Unit:       8th Burma Rifles

Date of Recommendation:                               30-31st January 1942, MOULMEIN

Action for which recommended :-   During the action at MOULMEIN on 30-31 Jan this officer commanded his battalion with the greatest efficiency and displayed qualities of leadership of a high order.  It was largely due to his outstanding example of courage and disregard for his personal safety that the Bn maintained its position throughout the day, and was finally withdrawn in good order on 31st January.

Recommended by:             Commander 2 Inf Bde [2nd Burma Brigade]

Signed By:            J.G. Smyth, Major-General, Commander 17 Indian Division; T.J. Hutton, Lieutenant General [GOC Army in Burma]

Promoted from Major (temporary Lt. Colonel) to Lt. Colonel, 30th January 1943.  Retired but carried on the Special List (ex Indian Army) British Army while employed with the Pakistan Armed Forces, 1st January 1949.  Ceased to be employed with the Pakistan Armed Forces and reverted to the retired list, 7th December 1954.  As Lt. Colonel, C.B.E., D.S.O., M.C. (439632), Special List (ex Indian Army) (Retired), granted the honorary rank of Colonel, 7th December 1954. Died, 1980 (“War Services of British and Indian Officers of the Indian Army 1941”, Savannah (2004); British Army List; FindMyPast; India Office List 1933; Indian Army List; Indian Army List 1921; London Gazette; War Diary 8th Burma Rifles, WO 172/980 (War diary 8th Burma Rifles); WO 373/30/155).

 

[10] The actions described here for 1st February 1942 actually took place the day before, 31st January 1942.

[11] Walter Norman Andrews, born in Canterbury in 7th March 1888. Enlisting into the 16th Lancers c.1910, he entered the France/Flanders theatre of war on 17 August 1914.  Served France and Belgium, 15th August 1914 to 8th January 1918.  He was commissioned 2nd Lt., 3rd Battalion Essex Regiment on 26 June 1918 and served in Egypt, with the Egyptian Expeditionary Force, 26th September 1918 to 11th November 1918.  Promoted Lieutenant, 26th December 1919.  Appointed Indian Army, Special List, served as Adjutant & Quartermaster at the Small Arm’s School in India, 16th July 1923 to31st May 1925.  Promoted to Captain, 26th June 1926 (1st December 1928).  Quartermaster-Major, 1st December 1928.  Served C.H.Q. Bombay Pioneers from 1st June 1928.  Served C.H.Q. Royal Bombay Sappers and Miners from 10th February 1933.  Promoted to Major, 26th June 1933.  Retired, 1st June 1945. (British Army List;; “War Services of British and Indian Officers of the Indian Army 1941”).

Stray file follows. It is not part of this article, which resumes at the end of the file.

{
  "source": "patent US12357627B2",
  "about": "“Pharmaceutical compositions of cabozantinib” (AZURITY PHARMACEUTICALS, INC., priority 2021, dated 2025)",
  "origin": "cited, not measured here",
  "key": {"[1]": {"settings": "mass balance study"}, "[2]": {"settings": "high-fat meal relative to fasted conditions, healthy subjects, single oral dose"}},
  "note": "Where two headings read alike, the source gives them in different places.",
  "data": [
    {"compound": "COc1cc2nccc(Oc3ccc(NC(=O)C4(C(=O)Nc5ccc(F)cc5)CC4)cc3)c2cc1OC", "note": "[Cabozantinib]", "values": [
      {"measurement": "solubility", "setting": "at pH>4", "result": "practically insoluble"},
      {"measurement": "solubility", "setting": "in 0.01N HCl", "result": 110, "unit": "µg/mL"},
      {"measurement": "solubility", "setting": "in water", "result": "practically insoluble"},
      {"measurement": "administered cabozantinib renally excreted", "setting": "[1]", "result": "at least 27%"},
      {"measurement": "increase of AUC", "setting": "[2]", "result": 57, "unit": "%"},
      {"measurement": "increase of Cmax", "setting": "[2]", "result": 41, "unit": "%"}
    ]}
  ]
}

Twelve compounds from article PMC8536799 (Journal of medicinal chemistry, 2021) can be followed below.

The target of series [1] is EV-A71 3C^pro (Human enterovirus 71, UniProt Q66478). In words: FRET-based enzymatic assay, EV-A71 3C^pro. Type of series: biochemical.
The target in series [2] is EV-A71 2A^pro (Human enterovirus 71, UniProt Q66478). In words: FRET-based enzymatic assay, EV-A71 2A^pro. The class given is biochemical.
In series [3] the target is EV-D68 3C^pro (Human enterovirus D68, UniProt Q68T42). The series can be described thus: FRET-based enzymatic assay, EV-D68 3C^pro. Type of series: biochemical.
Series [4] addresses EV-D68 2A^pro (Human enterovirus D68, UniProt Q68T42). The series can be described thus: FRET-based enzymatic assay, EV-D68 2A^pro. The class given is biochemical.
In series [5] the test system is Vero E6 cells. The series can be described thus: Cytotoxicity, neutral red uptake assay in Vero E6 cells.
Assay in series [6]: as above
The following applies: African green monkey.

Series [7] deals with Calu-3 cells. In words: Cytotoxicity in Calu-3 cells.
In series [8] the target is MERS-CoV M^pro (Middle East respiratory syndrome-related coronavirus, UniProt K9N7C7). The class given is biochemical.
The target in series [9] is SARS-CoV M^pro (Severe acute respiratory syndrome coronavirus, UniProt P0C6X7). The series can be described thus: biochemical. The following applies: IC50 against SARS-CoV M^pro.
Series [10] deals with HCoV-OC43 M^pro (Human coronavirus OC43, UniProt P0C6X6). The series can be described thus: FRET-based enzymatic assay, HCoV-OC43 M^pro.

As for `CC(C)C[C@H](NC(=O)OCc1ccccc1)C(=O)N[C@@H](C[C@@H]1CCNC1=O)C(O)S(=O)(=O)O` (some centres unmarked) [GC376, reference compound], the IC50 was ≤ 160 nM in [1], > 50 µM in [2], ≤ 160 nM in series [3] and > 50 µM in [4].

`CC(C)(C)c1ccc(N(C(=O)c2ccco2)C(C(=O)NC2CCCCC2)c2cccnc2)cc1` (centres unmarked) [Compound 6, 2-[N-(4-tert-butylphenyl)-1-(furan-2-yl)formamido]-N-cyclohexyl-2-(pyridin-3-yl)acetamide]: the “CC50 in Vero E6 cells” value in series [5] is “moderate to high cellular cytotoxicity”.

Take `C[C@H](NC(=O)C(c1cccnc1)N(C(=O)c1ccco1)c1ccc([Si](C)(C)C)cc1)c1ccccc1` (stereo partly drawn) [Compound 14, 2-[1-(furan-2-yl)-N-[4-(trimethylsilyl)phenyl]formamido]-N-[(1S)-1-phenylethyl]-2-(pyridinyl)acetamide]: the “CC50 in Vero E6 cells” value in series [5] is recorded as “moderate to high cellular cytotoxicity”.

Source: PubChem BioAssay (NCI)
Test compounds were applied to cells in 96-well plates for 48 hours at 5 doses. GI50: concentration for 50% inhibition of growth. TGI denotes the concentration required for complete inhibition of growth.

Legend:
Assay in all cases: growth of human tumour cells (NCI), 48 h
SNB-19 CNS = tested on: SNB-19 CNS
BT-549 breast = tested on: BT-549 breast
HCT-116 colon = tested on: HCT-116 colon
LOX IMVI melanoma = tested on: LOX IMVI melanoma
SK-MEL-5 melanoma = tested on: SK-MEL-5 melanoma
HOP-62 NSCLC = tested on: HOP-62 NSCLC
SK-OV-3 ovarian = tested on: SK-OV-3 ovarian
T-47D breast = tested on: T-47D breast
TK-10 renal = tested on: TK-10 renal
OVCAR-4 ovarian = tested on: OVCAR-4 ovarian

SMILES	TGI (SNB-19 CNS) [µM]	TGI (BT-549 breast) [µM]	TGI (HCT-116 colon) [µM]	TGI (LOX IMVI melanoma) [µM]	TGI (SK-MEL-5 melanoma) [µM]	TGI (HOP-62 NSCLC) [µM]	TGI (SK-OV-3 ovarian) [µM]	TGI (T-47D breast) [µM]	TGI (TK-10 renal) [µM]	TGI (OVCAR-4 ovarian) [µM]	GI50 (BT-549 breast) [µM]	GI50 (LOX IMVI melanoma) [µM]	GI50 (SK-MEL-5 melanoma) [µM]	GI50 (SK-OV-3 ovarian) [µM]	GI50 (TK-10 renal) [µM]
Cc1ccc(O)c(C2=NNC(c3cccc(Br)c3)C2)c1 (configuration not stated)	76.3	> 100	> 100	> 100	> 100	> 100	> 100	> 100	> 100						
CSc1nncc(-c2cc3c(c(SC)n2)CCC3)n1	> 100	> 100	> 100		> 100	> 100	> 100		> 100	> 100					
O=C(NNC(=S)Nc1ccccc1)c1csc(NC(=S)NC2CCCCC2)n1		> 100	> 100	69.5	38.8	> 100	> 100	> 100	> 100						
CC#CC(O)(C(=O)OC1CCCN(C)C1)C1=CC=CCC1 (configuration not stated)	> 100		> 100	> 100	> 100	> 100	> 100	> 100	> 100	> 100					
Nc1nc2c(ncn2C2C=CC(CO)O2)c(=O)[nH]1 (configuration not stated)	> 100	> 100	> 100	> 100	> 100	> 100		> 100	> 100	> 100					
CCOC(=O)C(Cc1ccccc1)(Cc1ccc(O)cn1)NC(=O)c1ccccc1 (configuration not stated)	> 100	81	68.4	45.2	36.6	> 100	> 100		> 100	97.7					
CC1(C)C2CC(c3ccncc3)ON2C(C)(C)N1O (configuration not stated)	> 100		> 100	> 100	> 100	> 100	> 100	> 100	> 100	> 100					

[12] The 46th Indian Infantry Brigade, 17th Indian Infantry Division, had arrived in Burma on 16th January 1942 (Indian Armed Forces in World War II, The Retreat from Burma 1941-42).

[13] The 16th Indian Infantry Brigade arrived in Burma at the end of November 1941 and moved to Mandalay.  The brigade moved to Tenasserim during December and January 1942.  The 8th Burma Rifles came under command of the brigade as part of a reorganisation within the 17th Indian Division, to be completed between 6th and 8th February 1942.  A further reorganisation on 9th February was to see the 8th Burma Rifles come under the command of the 2nd Burma Brigade however this does not appear to have actually taken place and the battalion does not appear in the orders issued for the 2nd Burma Brigade for this period.  It seems the battalion remained under the command of the 16th Indian Infantry Brigade (Indian Armed Forces in World War II, The Retreat from Burma 1941-42; War Diary 2nd Burma Brigade WO 172/548).                                                        

[14] The 1st Battalion, 9th Jat Regiment.

[15] The 1st Battalion, 7th Gurkha Rifles.

[16] The 48th Indian Infantry Brigade arrived in Burma on 31st January 1942.  The attachment of the 8th Burma Rifles to this Brigade occurred on 17th February 1942 (Indian Armed Forces in World War II, The Retreat from Burma 1941-42).

[17] The official and full title of the battalion – the 8th (Frontier Force) Battalion, The Burma Rifles.  The battalion was raised on 1st October 1940 from Sikhs and Punjabi Mussalmans (Muslims) serving with the Burma Frontier Force.

[18] The 5th Battalion, 17th Dogra Regiment, a unit of the 46th Indian Infantry Brigade.

[19] Jemadar Qaim Din, 8th Burma Rifles is not listed as died by the Commonwealth War Graves Commission (Commonwealth War Graves Commission).

[20] David Eric Martin.  As Major, injured 27th April 1942 at Taungtha, died from injuries received 7th May 1942 (Commonwealth War Graves Commission; History of The King’s Own Yorkshire Light Infantry, 1919-1942, Hingston, W, Humphries & Co (1950)).